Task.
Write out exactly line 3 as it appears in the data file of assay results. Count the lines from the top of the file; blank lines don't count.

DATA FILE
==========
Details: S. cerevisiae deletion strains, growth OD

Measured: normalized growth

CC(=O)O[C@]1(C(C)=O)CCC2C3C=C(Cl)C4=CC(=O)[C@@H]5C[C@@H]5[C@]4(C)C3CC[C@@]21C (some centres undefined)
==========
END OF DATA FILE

CC(=O)O[C@]1(C(C)=O)CCC2C3C=C(Cl)C4=CC(=O)[C@@H]5C[C@@H]5[C@]4(C)C3CC[C@@]21C (some centres undefined)